To open the vacation rentals discussion, Hiley Wallis, deputy tax collector, presented an overview of what the Transient Occupancy Tax (TOT) is and who is required to pay. In 2016, Three Rivers contributed more than $1.5 million in TOT revenue, more than half of what all the rest of unincorporated Tulare County contributed.
The TOT is a fee of 10 percent on each room night for a property that is rented for less than 30 consecutive days, but more than 15 days a year.
The TOT ordinance was last updated in 2015 and it appears that another update might be forthcoming. Wallis said each vacation rental operator must keep a consecutively numbered ledger and receipt book for each rental, make quarterly payments to the county, and even pay the tax on room nights that are complimentary.
The problem remains enforcement and bringing all the properties into compliance. More than 100 properties are currently on the tax roll but the county believes there are at least 100 more not in compliance.
There is a non-compliance TOT hotline: 636-5250 (callers may remain anonymous).
Many homeowners spoke up to say that vacation rentals are not compatible with residential neighborhoods.
“How can you collect taxes from a business in a residentially zoned area and it not be called a commercial business,” asked Anne Bragg, who resides in Cherokee Oaks.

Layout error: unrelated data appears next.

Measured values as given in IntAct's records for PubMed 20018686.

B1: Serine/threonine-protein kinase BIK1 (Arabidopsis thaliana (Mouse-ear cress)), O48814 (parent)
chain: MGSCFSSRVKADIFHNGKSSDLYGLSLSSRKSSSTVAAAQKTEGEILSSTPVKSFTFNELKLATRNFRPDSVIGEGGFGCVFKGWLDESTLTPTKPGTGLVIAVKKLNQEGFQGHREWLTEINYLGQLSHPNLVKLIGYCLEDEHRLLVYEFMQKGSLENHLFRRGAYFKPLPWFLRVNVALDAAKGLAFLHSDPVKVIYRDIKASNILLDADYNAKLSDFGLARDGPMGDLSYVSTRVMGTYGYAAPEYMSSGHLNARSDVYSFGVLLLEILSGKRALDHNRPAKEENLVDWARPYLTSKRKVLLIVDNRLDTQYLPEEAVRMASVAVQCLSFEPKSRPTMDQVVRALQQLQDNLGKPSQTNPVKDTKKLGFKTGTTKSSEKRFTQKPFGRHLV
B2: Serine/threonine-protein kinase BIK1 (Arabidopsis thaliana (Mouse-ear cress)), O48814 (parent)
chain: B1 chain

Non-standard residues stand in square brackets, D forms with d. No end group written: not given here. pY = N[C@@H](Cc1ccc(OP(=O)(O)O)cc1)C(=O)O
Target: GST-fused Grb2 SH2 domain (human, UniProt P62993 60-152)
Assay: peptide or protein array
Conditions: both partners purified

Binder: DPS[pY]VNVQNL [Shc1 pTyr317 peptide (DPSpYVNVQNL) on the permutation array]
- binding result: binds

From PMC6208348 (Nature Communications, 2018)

Not all Cherokee Oaks residents are opposed to vacations rentals but most believe, according to those who weighed in at the meeting, commercial businesses should not operate in a residentially zoned neighborhood without a special use permit.
Mike Washam, Tulare County’s associate director of the Resource Management Agency and director of economic development, answered that the R-1 zoning allows an owner to rent up two rooms of a residence by right.
“The vacation rentals are a new development that only since the Internet have they been possible in these numbers,” Washam said. “It’s a more complicated process to change or pass a new zoning ordinance than to come up with some form of registration or license.”
Eric Coyne, assistant to the County’s chief administrative officer, said the tax collector is currently surveying Three Rivers neighborhoods looking for those who are not paying TOT.
“In the first three months of 2017, we have already levied $60,000 in fines for vacation rentals that are not paying TOT,” Coyne said. “There is also a request in the new budget to be approved in September that calls for more personnel and resources for TOT collection and
Washam said the most expedient way to ramp up the process might be to require some type of TOT registration or license.
“That way we could send an inspector to determine the appropriate level of use for each property,” Washam said.
Coyne concluded by saying the county officials will next update Supervisor Crocker on the Three Rivers meeting and will be back to continue the dialogue at the October 2 meeting.
“We heard you this evening loud and clear, Three Rivers, and this is the beginning of a deliberative process to determine our options here,” Coyne said. “We have to reach out and give the public a chance to weigh in.”